by Scott McClallen
Michigan Attorney General Dana Nessel has joined 46 other attorneys general in a $573 million settlement with McKinsey & Co., regarding the company’s role in aggressively helping opioid companies promote their drugs.
Michigan will receive more than $19.5 million from the first opioid multistate settlement resulting in a substantial payment.
After payment of costs, the settlement will fund opioid abatement programs in participating states.
Per state law, the money will be deposited into an account with the Michigan Department of Treasury and spent on abatement efforts to combat the opioid epidemic under state health department guidance.
“This settlement is a critical step in providing resources to mitigate this crisis and we look forward to working with state agencies, the Legislature and local partners to ensure the funding is used to address this concerning issue of public health,” Nessel’s spokesman Ryan Jarvi told The Center Square.
The agreement calls for McKinsey to prepare tens of thousands of internal documents of its work for Purdue Pharma and other opioid companies for public disclosure online.
McKinsey agreed to adopt a strict document retention plan; investigate allegations of an attempt to destroy documents; implement a strict ethics code; and stop advising companies on potentially dangerous Schedule II and III narcotics.
“This settlement illustrates that attorneys general across this nation are committed to holding companies accountable for their role in the opioid epidemic and equally dedicated to securing financial resources to assist our residents and communities as we continue to address the widespread suffering caused by this crisis,” Nessel said in a statement.
“I want to be clear, this one case, while significant, is only the beginning, and our collective efforts are underway to obtain extensive additional support for those grappling with addiction and to ensure those responsible for creating it answer for their actions.”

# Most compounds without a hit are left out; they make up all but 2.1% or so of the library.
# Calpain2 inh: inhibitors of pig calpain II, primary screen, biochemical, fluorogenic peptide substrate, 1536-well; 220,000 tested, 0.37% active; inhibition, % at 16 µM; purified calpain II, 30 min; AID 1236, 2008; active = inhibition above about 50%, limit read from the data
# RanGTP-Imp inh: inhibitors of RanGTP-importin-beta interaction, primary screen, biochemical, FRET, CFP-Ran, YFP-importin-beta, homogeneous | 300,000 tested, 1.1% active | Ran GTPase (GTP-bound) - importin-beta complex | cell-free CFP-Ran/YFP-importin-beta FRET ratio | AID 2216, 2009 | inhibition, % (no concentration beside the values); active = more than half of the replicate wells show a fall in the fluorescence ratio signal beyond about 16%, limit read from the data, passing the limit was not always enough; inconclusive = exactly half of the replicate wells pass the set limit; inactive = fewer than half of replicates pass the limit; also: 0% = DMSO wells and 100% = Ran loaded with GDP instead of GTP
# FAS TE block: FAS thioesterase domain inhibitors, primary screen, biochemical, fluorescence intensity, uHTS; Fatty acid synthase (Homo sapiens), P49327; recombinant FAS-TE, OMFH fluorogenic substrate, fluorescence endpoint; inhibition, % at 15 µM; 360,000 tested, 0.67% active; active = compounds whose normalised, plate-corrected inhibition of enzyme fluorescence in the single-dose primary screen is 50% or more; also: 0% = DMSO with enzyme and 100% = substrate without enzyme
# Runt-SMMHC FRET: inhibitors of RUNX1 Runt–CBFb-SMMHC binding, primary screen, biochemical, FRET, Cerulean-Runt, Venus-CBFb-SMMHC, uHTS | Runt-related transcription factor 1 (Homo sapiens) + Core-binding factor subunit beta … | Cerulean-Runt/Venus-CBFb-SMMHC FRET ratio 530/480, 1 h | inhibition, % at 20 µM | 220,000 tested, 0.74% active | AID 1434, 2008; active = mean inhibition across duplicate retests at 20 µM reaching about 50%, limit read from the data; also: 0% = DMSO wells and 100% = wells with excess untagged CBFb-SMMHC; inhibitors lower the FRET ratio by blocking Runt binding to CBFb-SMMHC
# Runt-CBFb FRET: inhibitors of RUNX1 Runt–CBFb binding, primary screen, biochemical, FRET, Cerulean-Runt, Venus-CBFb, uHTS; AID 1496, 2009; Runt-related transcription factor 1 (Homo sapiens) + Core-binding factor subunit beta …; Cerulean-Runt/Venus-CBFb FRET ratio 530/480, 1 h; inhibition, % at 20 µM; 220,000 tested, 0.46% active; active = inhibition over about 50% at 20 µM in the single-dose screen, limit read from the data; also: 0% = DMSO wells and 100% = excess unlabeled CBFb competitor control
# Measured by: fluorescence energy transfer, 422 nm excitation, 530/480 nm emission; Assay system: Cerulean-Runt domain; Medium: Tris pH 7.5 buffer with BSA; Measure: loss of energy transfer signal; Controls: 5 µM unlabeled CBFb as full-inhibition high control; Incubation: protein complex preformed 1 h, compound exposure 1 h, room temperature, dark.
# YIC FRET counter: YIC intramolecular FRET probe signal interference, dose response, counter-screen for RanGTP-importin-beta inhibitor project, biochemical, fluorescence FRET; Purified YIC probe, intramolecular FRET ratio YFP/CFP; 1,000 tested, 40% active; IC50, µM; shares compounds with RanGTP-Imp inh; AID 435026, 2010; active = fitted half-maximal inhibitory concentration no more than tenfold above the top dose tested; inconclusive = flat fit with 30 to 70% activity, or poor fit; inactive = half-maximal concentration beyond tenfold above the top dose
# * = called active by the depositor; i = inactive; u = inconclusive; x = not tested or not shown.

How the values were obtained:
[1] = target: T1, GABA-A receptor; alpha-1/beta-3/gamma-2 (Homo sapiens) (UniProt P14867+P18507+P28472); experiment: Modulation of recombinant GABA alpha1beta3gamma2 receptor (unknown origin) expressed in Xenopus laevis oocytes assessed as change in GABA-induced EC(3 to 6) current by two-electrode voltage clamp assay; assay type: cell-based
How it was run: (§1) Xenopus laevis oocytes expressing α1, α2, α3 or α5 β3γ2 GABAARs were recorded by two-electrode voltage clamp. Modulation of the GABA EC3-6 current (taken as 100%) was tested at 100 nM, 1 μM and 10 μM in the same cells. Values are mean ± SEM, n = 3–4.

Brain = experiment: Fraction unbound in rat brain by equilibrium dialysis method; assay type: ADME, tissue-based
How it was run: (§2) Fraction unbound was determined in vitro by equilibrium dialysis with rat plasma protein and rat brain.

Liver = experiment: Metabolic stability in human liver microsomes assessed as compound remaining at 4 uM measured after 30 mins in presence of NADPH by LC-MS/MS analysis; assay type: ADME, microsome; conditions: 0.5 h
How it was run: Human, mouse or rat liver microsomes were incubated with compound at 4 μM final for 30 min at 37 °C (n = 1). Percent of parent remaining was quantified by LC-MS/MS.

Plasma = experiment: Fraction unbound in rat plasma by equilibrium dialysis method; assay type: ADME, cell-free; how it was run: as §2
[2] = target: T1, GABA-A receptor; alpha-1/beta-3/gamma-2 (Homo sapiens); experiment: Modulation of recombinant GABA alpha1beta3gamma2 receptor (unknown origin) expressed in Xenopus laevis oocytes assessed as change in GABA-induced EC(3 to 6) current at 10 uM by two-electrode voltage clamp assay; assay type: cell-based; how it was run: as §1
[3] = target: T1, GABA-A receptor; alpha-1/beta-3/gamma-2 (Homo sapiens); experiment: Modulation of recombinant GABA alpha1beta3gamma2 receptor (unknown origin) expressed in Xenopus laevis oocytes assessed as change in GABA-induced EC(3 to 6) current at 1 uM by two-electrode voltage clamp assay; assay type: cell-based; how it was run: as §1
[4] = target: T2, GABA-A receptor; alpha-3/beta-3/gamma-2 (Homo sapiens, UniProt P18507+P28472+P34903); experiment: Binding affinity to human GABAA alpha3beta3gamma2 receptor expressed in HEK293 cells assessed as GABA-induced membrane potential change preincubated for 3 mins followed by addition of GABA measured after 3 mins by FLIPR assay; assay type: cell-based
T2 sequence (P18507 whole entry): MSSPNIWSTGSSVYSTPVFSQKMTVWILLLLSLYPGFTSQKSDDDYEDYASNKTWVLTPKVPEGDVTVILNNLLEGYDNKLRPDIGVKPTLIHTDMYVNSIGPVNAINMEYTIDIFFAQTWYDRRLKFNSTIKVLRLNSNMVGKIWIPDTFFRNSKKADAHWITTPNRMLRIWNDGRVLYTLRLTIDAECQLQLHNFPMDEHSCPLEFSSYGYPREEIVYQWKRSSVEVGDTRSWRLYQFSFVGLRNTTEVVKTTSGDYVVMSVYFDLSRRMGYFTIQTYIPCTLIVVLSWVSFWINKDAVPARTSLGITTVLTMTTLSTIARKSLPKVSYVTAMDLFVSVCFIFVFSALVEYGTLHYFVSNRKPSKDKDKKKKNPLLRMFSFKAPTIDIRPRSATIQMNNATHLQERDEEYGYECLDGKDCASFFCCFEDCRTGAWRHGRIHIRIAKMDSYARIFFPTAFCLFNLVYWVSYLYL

Gov. Gretchen Whitmer also welcomed the settlement.
“I appreciate the ongoing and important work of the Department of Attorney General to ensure accountability for the opioid crisis that has harmed so many families here in Michigan,” Whitmer said in a statement.
The filings describe how McKinsey allegedly contributed to the opioid crisis through marketing and consulting services to opioid manufacturers for over a decade.
The complaint alleges McKinsey advised Purdue on maximizing profits from opioid products, including targeting high-volume opioid prescribers; getting physicians to prescribe more OxyContin to more patients; and circumventing pharmacy restrictions to deliver high-dose prescriptions.
When states began to sue Purdue’s directors for their implementation of McKinsey’s marketing schemes, McKinsey partners allegedly began emailing one another to advise deleting documents and emails related to their work for Purdue.
In 2018, 2,036 Michiganders died from an opioid overdose.
In 2019, Michigan sued major opioid distributors as drug dealers, a case still pending.
A copy of the Michigan settlement will be available once entered by the Ingham County Circuit Court and signed by the judge.
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Scott McClallen is a staff writer covering Michigan and Minnesota for The Center Square. A graduate of Hillsdale College, his work has appeared on Forbes.com and FEE.org. Previously, he worked as a financial analyst at Pepsi.